The Meaning of Mutuality

Alissa Jones Nelson

The criticism of being “unwise and untimely,” the criticism Dr. King faced from his fellow clergymen while he was imprisoned in Birmingham, is one too often leveled at those who refuse to operate within the accepted boundaries of established mechanisms for change. This is a criticism usually directed at us from within our own communities, places where we expect to feel safe, and this is precisely why it hurts. It’s a criticism directed at Catholic liberation theologians from within the Church hierarchy, beginning in the 1970s and continuing into the present, with the recent example of the silencing of Jon Sobrino. It’s a criticism directed at women who are “extremists” for gender equity, and it comes most often from other women. It’s a criticism leveled at Native Americans by other Native Americans, as in the case of the Fishing Wars of the Puyallup tribe in the Pacific Northwest against state restrictions on their fishing rights. It’s a criticism leveled at so-called “illegal” immigrants by other immigrants, at stateless Palestinians by other stateless people, and at “radical” LGBTQ activists by other groups within the LGBTQ community. It stings because it comes from our own, because it blindsides us, because where we thought we had learned to stand up and face down such criticism from without, we find we are still vulnerable from within.

I think this is one reason why Dr. King chose to respond to this particular criticism, although he indicates in his letter that he doesn’t usually do so. In his response, he notes the “interrelatedness of all communities and states,” the “inescapable network of mutuality.” In this context, he advocates the creation of tension as the impetus for change.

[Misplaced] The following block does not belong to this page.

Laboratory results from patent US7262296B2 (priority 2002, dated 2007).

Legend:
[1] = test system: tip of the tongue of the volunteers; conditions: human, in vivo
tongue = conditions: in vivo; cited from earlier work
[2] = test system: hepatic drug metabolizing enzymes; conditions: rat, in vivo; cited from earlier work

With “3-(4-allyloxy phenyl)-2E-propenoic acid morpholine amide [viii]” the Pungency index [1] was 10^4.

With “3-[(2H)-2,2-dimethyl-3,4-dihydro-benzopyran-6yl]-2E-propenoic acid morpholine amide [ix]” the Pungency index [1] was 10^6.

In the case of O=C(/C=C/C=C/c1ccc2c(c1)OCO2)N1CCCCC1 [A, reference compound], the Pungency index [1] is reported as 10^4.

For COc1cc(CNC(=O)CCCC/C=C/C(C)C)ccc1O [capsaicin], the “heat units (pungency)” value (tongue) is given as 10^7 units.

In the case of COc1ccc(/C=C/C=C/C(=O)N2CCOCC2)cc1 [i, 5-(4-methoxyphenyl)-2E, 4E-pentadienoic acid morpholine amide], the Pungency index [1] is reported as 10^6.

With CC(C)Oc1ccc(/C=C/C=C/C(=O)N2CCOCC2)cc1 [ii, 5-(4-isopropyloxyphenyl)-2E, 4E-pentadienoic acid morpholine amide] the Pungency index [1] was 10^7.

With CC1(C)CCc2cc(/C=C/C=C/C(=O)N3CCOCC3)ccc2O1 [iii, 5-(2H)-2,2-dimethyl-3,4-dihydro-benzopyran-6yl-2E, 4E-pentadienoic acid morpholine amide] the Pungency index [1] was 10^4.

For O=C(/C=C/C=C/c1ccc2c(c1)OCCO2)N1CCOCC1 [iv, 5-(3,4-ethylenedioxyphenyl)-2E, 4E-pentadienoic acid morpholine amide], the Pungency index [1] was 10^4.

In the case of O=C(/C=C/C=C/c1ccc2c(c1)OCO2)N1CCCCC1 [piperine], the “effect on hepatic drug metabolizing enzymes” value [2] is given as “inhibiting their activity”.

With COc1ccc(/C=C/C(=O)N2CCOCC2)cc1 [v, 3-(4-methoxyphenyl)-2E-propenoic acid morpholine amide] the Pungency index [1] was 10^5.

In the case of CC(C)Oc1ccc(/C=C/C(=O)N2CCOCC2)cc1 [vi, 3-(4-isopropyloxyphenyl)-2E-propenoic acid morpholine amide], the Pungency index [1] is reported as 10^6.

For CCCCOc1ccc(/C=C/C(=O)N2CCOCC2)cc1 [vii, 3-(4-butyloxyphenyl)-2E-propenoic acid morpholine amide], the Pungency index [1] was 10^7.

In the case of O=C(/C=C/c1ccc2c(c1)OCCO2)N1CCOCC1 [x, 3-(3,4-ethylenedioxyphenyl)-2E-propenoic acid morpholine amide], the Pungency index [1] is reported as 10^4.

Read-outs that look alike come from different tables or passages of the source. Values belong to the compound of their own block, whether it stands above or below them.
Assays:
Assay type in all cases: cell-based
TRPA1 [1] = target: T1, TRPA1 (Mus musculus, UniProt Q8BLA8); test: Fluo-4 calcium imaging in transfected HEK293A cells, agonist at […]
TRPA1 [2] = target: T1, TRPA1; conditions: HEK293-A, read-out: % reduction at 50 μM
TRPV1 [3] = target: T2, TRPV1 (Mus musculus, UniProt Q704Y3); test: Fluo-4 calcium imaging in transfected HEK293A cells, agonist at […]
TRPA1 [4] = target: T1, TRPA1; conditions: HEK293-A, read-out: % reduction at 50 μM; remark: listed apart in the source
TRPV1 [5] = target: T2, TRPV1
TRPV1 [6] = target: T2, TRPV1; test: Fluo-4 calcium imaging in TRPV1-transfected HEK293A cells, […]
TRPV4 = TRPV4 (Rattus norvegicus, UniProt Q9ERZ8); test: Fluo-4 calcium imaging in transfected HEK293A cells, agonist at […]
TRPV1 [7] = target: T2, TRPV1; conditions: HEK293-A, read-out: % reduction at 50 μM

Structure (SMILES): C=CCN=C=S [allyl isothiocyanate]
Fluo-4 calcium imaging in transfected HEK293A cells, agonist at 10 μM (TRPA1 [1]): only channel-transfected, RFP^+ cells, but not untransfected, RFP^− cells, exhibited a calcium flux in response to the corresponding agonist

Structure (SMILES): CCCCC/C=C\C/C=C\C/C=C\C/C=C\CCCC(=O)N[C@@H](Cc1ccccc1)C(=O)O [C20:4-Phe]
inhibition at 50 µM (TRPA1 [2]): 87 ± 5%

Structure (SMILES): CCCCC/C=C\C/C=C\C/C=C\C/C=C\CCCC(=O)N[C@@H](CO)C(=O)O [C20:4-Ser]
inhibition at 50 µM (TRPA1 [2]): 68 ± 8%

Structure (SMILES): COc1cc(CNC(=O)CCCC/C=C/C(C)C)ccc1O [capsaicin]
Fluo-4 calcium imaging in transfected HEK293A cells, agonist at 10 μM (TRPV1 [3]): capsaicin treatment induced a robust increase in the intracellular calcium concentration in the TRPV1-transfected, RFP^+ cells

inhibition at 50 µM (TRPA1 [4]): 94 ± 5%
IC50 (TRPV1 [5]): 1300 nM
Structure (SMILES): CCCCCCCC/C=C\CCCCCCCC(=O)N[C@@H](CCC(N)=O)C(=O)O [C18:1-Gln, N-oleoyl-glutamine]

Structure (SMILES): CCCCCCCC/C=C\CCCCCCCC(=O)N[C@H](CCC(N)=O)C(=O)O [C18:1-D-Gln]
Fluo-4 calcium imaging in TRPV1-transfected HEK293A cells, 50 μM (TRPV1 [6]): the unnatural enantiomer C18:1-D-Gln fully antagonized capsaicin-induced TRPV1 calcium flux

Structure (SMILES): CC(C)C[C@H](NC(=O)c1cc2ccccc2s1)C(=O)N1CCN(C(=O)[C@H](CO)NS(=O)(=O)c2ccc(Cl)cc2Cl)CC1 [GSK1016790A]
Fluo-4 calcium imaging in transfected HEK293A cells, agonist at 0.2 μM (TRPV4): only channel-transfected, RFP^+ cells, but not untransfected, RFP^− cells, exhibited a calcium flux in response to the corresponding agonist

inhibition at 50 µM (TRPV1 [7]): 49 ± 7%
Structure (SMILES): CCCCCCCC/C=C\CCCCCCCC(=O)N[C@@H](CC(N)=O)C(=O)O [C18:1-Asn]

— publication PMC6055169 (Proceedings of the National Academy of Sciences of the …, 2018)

This is another way to see the hurt that comes with the sort of insider criticism Dr. King faced; it is an opportunity for change within our communities as well as between them. It is a chance to see each other as more than a means to a mutually desired end. It is a chance to critically engage our differences so that we learn how they might serve our common goals rather than hinder them.

If Dr. King was right that the great stumbling block to progress is the misunderstanding of moderates rather than the outright opposition of extremists, then I think we will find that efforts to obscure our differences in the name of preserving order will serve our causes badly. I believe, as I think Dr. King did, that an honest acceptance of and wrestling with these differences will make our perspectives more complex, our actions more robust, and our progress more enduring.

This is one of the reasons I agreed to respond to Rev. Sekou. Although I was raised in the church, I am not a Christian. Although I study the Bible, I do not believe that it is the ultimate arbiter of truth. But I do believe that people of all faiths and none need to work together to achieve common goals related to issues of social justice. Some of the most impressive and world-changing work I know in this area comes from people of faith, people like Dr. King and Rev. Sekou. I’m honored to have been invited to engage with both of them, and I hope our differences will be productive. Perhaps as a result of our conversations, we can carry forward some of the illumination “of love and brotherhood,” and of course “sisterhood,” which Dr. King hoped for at the close of his letter.

Dr. Alissa Jones Nelson is the Acquisitions Editor in Religious Studies at De Gruyter, and received her Ph.D. from the University of St. Andrews. She is a member of the CLBSJ Board, and wrote this reflection for us in advance of our November 2 seminar, Birmingham and the Bible. Be sure to check out her reflection, and join us on November 2 for a remarkable conversation!